“There is obviously a nod to other writers, such as Tim Krabbe e.g. ‘The Ride’, but PJ writes in his own inimitable style – with a conviction of a potentially great cycling writer. It is certainly a unique, distinctive style – somehow quite in harmony with the British hill climb tradition.”

Tejvan Pettinger, Cycling Uphill

“A Corinthian Endeavour is a superb read and a must for anyone who loves bike racing and the history of the sport from the early days to the present day.”

Larry Hickmott, VeloUK.

“The beautiful use of description and imagery of the courses and landscape brings them to life. The comparison of the contour lines of an OS map becoming like a thumb print providing the arena for the race comes to mind. Just brilliant.”

Tom Hanlon




I’ve just returned from a brief and idyllic week at a farmhouse in  Brittany with family. This involved lots of croissants, bread, wine and beach visits. I also took my bike (started early) and managed to squeak in a few rides, both with Penny and also with the father-in-law. Riding a bike in France is the single most elemental thing you can do on a bicycle. Even when the terrain isn’t that affecting, the experience is fantastic. I think it’s to do with the way that I have elevated France as the cultural and geographical embodiment of cycling. To others, it might seem more like a slightly dull ride through endless fields of artichaut.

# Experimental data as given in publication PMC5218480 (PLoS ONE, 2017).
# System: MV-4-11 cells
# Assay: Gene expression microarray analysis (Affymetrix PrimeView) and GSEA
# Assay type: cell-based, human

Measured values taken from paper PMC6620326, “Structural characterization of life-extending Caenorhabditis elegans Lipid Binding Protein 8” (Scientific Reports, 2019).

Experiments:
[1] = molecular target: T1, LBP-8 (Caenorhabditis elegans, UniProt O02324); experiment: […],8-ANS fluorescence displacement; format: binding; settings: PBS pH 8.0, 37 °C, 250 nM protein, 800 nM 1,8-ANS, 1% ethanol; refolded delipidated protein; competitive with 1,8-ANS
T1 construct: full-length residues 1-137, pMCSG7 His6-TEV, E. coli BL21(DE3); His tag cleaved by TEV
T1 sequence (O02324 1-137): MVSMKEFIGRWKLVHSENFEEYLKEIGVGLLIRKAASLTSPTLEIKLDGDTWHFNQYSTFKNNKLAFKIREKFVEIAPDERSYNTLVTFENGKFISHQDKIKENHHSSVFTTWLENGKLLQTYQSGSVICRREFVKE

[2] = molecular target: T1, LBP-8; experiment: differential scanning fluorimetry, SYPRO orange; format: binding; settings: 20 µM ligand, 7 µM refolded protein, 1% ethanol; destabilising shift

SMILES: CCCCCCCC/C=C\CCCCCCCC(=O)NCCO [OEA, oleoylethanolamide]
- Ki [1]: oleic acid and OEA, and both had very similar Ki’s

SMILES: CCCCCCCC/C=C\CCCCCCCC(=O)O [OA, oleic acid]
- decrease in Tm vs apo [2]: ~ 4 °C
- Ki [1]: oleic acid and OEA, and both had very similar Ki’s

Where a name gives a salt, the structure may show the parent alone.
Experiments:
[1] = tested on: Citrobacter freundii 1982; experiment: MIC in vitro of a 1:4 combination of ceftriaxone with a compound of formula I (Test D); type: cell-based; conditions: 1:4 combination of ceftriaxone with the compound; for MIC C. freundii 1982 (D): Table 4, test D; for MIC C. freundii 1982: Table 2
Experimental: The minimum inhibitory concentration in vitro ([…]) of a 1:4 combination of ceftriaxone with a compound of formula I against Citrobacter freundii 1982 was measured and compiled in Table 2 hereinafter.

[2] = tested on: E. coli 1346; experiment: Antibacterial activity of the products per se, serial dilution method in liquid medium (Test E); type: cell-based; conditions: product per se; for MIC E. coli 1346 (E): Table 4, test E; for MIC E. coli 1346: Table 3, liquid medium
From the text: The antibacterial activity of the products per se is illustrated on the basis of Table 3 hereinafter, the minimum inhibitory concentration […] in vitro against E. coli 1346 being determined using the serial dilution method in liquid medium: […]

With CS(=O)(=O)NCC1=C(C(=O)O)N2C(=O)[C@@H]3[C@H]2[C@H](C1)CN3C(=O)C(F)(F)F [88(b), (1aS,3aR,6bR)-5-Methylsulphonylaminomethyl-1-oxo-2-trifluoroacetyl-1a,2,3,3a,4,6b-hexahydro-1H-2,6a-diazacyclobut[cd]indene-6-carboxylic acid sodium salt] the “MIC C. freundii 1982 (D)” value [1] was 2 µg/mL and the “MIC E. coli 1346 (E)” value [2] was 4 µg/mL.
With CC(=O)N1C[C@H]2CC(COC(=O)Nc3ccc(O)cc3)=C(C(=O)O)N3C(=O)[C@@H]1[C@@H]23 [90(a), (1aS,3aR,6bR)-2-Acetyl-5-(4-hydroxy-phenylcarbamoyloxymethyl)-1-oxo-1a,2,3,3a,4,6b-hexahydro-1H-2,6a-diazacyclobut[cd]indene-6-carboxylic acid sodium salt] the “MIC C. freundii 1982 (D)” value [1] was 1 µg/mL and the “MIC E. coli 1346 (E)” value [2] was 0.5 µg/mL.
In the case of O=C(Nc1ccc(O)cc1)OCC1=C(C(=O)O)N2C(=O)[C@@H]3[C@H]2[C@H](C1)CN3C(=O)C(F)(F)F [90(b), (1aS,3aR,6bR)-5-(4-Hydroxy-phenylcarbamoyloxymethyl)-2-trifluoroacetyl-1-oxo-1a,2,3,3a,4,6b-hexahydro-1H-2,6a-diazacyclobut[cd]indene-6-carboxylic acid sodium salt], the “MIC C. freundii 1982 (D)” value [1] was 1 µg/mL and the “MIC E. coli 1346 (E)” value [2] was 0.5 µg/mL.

Penny had a few rites of passage moments, the first of which was riding her islabike in France, the second of which was pedalling furiously away from an angerly chien Francais.

We didn’t do any ‘epic’ rides. It was more sedate, a couple of 25 mile loops (not with Penny). The north coast of Brittany is largely flat with a few ups and downs. There wasn’t anything to trouble my choice of 68″ gear, aside from one stinky climb near a Zoo Parc, but with a bit of forcing and a hand held on my stomach to prevent double hernias from erupting forth, I made it in one piece.